Rutherford and Son has the reminiscence of Anton Chekhov’s The Cherry Orchard; an early 20th Century family run business is faced with ruin due to the change of economy and an alteration of means of income for the nation. Although Chekhov’s family are dependent on the landscaped estate on which they live, Governor Rutherford has brought his family up similarly on the adjacent house to their industrial factory “Rutherford and Son’s”. Director Caroline Steinbeis brings the pressure of a changing economic climate and a father’s resistance to acknowledging a different path for his sons through a cast that, although initially clunky, bring the drama and intensity to a wonderfully designed set.
The lighting opened up wonderfully with a stylised imprint of a window frame on the stage floor. Danusia Samal enters as Mary with a baby and stares aimlessly into the audience, her silhouette standing wonderfully in the stylised lighting. Her performance, alongside Ciarán Owens as John began nervous and jumpy, justifiably so as it was opening night. It was lovely to see that they, along with the rest of the cast, settled in very quickly and I’d have loved to have see the growth in the power of characterisation on closing night.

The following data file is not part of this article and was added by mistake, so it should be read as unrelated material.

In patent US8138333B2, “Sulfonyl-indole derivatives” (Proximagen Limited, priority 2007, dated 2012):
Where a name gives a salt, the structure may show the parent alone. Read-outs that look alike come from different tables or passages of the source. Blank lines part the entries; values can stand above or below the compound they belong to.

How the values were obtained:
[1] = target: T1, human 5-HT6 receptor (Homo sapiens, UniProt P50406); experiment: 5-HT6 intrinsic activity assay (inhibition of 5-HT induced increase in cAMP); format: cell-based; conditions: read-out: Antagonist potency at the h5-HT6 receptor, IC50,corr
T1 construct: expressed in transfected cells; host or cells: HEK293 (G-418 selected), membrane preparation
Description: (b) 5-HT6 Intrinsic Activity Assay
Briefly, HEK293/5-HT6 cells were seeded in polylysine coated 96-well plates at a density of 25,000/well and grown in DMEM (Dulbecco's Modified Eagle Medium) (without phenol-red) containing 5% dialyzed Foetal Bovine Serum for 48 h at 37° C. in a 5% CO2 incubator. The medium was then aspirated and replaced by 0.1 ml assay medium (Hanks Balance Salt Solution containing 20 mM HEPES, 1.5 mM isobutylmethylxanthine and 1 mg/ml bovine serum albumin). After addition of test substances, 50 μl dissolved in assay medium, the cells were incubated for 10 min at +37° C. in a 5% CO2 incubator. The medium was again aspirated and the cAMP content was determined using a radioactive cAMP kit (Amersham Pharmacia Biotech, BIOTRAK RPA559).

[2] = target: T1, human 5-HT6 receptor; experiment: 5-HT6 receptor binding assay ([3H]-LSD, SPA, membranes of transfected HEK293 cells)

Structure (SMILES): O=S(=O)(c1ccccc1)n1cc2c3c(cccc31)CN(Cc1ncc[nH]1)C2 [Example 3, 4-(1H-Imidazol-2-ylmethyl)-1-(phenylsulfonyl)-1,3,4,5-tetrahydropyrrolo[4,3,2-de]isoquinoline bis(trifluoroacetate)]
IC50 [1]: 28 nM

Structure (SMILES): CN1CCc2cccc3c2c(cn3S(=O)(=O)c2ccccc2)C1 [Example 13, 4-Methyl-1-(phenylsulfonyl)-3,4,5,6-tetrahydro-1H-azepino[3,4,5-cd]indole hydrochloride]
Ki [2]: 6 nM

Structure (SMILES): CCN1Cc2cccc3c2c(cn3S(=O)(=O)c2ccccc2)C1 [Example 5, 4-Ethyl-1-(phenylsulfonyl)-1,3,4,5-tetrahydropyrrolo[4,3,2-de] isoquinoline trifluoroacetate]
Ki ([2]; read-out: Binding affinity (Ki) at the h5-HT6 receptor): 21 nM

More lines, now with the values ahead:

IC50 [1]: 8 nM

The intensity of the play was given its full justification through wonderfully timed pauses and a range of voices. The slow accumulation did not feel drawn out, and the final scene of intense passion was warmly welcomed, as it highlighted each actor’s impressive performance. Vicky Richardson casted what could have been a laborious three hours but the production team pulled off an exceptional 20th century family drama with a highlight of 21st century talent.
The fragmented staging worked wonderfully by removing the back wall; the visitors are shown before and after they’ve left the house, allowing pacing and racing towards the door to be seen. With Governor Rutherford’s (Owen Teale) full intimidating control to overcome each member of his family slowly, furthered by his portrait and ‘Rutherford and Son’ logo physically beaming down onto each family member’s decision, the play leaves each audience member both pitying and infuriated by the events which unfold.
Image: All Sheffield Theatres